• Cryptogenic organizing pneumonia - COP is a disorder of the distal airways characterized by filling of the bronchioles and alveoli with granulation tissue polyps. Bronchiolitis obliterans organizing pneumonia - BOOP is an older term for the same entity and many authors recommend against using the term BOOP because of its potential confusion with bronchiolitis obliterans. BOOP is a completely different disease from bronchiolitis obliterans.
  • The underlying histologic changes of COP are referred to as organizing pneumonia - OP. COP is the clinical syndrome of OP of unknown cause. OP may be secondary to infection, drug reaction, or inhalation. OP may also be a complication of stem cell transplant, but much less commonly than BOS.
  • Radiographic features of COP/OP include multifocal migratory consolidations, ground glass opacities, and nodules.
  • The atoll or reverse halo sign is thought to be relatively specific for OP and features a central lucency surrounded by ground glass.



What is it? Most commonly due to?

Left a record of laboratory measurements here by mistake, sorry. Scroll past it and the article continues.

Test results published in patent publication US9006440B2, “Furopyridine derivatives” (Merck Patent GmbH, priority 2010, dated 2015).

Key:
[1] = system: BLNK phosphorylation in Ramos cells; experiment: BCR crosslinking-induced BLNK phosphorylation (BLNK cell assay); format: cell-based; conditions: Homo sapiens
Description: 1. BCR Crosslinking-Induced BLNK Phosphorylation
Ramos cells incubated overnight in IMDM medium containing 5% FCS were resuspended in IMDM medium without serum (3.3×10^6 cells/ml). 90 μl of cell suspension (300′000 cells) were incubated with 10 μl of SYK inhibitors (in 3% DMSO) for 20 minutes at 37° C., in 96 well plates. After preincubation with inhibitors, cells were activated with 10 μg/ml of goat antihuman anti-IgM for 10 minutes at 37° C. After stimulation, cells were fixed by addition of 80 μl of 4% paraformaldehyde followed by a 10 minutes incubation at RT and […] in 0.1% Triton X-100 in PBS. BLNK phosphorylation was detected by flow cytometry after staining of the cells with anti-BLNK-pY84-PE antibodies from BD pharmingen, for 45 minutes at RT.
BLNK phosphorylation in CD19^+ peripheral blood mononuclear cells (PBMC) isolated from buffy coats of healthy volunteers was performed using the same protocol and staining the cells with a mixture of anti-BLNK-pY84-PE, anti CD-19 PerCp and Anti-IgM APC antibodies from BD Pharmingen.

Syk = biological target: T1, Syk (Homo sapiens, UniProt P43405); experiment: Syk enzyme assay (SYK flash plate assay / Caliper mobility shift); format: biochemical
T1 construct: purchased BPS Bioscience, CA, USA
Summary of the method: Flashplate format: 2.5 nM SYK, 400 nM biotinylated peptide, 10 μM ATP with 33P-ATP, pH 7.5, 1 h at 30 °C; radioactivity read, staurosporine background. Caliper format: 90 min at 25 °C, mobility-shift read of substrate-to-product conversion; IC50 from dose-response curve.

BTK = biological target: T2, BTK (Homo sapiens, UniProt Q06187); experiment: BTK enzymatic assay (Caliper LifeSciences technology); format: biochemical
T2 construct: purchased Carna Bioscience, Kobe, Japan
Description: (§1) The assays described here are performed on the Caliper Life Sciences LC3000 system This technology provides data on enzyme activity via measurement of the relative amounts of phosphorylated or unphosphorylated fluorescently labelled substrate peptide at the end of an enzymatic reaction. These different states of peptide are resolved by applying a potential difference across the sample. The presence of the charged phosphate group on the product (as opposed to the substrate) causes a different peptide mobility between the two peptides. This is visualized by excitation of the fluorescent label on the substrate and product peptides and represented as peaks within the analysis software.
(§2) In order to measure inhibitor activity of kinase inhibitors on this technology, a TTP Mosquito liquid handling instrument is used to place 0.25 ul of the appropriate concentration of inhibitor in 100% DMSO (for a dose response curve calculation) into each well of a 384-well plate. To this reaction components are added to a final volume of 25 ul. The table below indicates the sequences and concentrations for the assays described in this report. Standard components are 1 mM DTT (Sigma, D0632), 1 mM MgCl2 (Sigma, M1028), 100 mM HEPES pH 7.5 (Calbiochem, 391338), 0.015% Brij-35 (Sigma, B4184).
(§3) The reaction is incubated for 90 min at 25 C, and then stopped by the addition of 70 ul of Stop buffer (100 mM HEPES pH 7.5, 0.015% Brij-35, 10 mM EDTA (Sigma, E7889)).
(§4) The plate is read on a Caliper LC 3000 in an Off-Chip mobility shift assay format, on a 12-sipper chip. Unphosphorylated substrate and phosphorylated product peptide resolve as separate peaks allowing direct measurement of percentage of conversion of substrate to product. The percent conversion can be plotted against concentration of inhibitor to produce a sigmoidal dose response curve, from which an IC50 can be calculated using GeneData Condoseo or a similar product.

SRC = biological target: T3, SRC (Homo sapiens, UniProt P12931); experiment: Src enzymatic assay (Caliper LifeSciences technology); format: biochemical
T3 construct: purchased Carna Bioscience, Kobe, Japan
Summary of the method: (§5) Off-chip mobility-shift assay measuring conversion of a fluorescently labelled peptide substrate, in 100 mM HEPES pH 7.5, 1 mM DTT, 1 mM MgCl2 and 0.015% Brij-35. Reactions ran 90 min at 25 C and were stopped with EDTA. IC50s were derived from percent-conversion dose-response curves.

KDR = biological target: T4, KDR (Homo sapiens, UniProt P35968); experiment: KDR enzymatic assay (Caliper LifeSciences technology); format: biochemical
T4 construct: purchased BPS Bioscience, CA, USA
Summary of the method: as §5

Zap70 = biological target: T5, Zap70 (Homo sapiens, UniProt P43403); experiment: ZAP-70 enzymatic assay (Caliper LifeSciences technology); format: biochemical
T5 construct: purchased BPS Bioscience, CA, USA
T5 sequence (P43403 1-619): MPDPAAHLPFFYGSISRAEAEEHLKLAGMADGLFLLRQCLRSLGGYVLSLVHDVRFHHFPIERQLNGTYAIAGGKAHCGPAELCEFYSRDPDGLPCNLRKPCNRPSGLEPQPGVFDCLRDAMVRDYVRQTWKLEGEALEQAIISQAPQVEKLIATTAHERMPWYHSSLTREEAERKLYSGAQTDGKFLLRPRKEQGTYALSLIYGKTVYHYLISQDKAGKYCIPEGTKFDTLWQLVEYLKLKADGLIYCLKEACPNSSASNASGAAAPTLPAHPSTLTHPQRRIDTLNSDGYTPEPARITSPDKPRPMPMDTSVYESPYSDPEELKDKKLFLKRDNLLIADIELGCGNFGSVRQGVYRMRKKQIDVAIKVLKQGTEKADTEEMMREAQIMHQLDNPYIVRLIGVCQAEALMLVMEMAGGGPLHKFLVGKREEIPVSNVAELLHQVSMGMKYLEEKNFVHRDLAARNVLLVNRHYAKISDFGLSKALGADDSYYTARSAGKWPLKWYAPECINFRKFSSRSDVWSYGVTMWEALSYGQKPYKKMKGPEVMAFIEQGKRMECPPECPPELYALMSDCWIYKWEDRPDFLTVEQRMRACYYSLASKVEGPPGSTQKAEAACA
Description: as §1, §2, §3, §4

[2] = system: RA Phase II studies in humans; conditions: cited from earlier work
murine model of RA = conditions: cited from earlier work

What are some causes in the pediatric population?

What is the signet-ring sign?

  • Bronchiectasis is bronchial dilation, most commonly due to inflammation.
  • Bronchiectasis can have a variety of causes in the pediatric population:
    • Cystic fibrosis.
    • Allergic bronchopulmonary aspergillosis.
    • Intralobar sequestration, possibly due to recurrent infections.
    • Post-infectious.
    • Tracheobronchomegaly (Mounier-Kuhn).
    • Aspiration.
  • The signet-ring sign describes an enlargement of the bronchiole, which appears larger than the adjacent pulmonary artery branch.


Unilateral Hyperluscent Lung

Two most important acute dx?

Given each of the clinical presentations provided, make the dx